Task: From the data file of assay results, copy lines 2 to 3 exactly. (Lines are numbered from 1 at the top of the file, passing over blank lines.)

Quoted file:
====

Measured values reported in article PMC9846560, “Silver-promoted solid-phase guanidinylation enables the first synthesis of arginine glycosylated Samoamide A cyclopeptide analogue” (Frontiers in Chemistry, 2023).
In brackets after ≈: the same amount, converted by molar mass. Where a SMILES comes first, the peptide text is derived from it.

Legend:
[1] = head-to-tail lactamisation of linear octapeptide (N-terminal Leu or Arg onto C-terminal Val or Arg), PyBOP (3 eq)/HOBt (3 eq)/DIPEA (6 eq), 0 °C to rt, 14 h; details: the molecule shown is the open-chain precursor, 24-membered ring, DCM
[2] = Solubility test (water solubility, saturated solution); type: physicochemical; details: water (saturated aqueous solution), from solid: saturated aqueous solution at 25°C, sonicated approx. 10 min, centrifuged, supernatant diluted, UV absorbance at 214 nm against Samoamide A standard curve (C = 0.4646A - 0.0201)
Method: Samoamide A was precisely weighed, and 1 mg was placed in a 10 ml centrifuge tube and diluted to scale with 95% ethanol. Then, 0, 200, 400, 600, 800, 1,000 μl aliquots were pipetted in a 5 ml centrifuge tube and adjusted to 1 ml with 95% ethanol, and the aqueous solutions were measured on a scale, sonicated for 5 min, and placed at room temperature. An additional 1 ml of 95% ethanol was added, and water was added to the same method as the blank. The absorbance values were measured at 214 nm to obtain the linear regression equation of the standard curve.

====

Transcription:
In brackets after ≈: the same amount, converted by molar mass. Where a SMILES comes first, the peptide text is derived from it.

Legend: